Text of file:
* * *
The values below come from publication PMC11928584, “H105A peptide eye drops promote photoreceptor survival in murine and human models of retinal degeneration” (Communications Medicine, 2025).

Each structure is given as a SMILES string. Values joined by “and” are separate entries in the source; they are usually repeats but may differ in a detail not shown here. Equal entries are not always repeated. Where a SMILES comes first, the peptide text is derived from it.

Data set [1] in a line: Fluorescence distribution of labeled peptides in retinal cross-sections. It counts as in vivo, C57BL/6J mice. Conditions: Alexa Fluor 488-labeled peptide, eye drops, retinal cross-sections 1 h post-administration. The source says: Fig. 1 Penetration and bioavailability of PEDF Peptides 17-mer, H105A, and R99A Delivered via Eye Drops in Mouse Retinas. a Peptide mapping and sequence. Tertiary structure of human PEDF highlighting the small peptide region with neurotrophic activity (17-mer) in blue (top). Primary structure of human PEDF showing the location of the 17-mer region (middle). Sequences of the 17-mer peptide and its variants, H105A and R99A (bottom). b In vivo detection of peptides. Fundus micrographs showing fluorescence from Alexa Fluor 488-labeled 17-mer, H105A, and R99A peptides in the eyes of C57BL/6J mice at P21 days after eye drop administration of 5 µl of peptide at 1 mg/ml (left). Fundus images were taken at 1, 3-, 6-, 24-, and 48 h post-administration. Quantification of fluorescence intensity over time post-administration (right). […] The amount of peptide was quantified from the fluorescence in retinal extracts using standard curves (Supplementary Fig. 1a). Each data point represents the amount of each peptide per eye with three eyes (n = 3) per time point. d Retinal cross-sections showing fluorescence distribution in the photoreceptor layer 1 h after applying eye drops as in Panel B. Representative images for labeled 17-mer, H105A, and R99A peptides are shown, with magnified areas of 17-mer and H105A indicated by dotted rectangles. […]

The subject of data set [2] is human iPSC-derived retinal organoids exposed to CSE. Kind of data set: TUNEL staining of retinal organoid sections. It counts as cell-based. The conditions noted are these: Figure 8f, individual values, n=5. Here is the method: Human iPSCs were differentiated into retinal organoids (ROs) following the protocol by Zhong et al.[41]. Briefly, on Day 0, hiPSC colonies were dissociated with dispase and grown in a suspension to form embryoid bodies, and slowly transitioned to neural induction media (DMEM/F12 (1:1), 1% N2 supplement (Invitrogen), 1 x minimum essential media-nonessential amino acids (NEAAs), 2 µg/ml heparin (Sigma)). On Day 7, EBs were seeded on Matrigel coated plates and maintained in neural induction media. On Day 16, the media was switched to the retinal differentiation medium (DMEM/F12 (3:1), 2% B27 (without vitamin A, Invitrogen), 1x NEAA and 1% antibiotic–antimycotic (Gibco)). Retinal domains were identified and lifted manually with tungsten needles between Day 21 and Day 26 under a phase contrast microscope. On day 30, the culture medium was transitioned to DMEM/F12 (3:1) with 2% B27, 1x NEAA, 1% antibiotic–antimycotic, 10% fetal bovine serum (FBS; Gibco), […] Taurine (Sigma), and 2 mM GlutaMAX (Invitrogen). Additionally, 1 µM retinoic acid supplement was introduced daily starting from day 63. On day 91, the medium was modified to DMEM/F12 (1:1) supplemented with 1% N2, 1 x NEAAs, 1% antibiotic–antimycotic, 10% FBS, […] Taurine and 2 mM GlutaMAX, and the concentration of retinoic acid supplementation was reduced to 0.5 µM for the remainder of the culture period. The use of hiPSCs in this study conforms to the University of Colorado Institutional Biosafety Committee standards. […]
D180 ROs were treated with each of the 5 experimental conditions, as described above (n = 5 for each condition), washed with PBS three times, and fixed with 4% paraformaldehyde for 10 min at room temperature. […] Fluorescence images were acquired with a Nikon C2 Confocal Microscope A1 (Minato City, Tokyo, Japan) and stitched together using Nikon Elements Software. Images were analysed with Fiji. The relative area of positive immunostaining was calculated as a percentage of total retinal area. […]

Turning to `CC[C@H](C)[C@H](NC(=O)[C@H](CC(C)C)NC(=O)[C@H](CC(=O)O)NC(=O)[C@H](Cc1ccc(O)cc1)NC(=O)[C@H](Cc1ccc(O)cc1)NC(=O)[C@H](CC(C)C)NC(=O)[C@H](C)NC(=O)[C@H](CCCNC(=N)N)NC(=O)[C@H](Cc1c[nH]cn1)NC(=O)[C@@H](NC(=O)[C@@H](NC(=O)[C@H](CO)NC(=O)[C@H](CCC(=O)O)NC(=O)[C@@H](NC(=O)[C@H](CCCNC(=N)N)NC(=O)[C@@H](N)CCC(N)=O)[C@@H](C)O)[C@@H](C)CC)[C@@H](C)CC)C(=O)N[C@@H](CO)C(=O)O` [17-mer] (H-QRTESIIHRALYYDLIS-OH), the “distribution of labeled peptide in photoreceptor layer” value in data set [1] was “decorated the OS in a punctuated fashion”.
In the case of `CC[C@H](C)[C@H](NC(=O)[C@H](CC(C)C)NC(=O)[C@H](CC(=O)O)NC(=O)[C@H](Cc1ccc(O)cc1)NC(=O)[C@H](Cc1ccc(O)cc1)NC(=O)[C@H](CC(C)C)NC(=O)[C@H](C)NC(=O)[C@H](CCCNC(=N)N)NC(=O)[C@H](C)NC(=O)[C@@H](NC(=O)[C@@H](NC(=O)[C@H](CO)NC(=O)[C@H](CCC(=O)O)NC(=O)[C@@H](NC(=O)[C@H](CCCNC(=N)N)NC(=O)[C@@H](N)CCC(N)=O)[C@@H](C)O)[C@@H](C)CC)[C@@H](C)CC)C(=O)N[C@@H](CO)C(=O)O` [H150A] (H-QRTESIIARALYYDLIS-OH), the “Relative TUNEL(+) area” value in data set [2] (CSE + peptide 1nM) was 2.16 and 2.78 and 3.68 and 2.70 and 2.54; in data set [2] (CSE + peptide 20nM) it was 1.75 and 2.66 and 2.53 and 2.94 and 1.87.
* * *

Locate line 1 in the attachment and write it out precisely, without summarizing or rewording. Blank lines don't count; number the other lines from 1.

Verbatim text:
The values below come from publication PMC11928584, “H105A peptide eye drops promote photoreceptor survival in murine and human models of retinal degeneration” (Communications Medicine, 2025).